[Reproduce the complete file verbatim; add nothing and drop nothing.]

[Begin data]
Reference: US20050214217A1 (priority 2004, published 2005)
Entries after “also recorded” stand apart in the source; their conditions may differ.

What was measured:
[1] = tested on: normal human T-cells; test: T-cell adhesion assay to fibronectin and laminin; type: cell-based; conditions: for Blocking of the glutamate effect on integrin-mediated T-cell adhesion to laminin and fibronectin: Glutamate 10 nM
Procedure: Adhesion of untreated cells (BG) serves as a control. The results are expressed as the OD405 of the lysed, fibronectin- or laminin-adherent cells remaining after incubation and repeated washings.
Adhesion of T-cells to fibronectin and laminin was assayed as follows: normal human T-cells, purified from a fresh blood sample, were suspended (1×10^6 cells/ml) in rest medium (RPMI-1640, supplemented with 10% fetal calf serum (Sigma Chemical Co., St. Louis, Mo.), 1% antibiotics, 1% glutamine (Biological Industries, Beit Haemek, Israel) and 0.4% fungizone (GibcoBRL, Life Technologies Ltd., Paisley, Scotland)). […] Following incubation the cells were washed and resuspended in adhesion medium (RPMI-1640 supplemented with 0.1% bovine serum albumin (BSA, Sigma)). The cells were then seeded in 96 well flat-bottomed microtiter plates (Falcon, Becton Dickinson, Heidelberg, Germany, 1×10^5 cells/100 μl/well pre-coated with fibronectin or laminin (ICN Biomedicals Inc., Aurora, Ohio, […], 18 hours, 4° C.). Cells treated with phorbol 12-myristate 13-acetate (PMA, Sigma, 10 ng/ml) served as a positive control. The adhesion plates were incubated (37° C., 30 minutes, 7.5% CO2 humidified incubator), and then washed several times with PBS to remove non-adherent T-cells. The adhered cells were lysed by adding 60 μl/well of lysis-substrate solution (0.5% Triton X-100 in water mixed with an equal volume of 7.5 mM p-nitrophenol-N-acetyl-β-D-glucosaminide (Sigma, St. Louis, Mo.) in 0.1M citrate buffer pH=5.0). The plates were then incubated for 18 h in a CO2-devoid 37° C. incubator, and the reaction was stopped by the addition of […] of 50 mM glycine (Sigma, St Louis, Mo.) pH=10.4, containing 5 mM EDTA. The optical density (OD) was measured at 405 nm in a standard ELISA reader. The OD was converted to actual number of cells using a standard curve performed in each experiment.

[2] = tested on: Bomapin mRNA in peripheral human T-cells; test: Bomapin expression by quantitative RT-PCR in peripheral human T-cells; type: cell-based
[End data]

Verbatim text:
Reference: US20050214217A1 (priority 2004, published 2005)
Entries after “also recorded” stand apart in the source; their conditions may differ.

What was measured:
[1] = tested on: normal human T-cells; test: T-cell adhesion assay to fibronectin and laminin; type: cell-based; conditions: for Blocking of the glutamate effect on integrin-mediated T-cell adhesion to laminin and fibronectin: Glutamate 10 nM
Procedure: Adhesion of untreated cells (BG) serves as a control. The results are expressed as the OD405 of the lysed, fibronectin- or laminin-adherent cells remaining after incubation and repeated washings.
Adhesion of T-cells to fibronectin and laminin was assayed as follows: normal human T-cells, purified from a fresh blood sample, were suspended (1×10^6 cells/ml) in rest medium (RPMI-1640, supplemented with 10% fetal calf serum (Sigma Chemical Co., St. Louis, Mo.), 1% antibiotics, 1% glutamine (Biological Industries, Beit Haemek, Israel) and 0.4% fungizone (GibcoBRL, Life Technologies Ltd., Paisley, Scotland)). […] Following incubation the cells were washed and resuspended in adhesion medium (RPMI-1640 supplemented with 0.1% bovine serum albumin (BSA, Sigma)). The cells were then seeded in 96 well flat-bottomed microtiter plates (Falcon, Becton Dickinson, Heidelberg, Germany, 1×10^5 cells/100 μl/well pre-coated with fibronectin or laminin (ICN Biomedicals Inc., Aurora, Ohio, […], 18 hours, 4° C.). Cells treated with phorbol 12-myristate 13-acetate (PMA, Sigma, 10 ng/ml) served as a positive control. The adhesion plates were incubated (37° C., 30 minutes, 7.5% CO2 humidified incubator), and then washed several times with PBS to remove non-adherent T-cells. The adhered cells were lysed by adding 60 μl/well of lysis-substrate solution (0.5% Triton X-100 in water mixed with an equal volume of 7.5 mM p-nitrophenol-N-acetyl-β-D-glucosaminide (Sigma, St. Louis, Mo.) in 0.1M citrate buffer pH=5.0). The plates were then incubated for 18 h in a CO2-devoid 37° C. incubator, and the reaction was stopped by the addition of […] of 50 mM glycine (Sigma, St Louis, Mo.) pH=10.4, containing 5 mM EDTA. The optical density (OD) was measured at 405 nm in a standard ELISA reader. The OD was converted to actual number of cells using a standard curve performed in each experiment.

[2] = tested on: Bomapin mRNA in peripheral human T-cells; test: Bomapin expression by quantitative RT-PCR in peripheral human T-cells; type: cell-based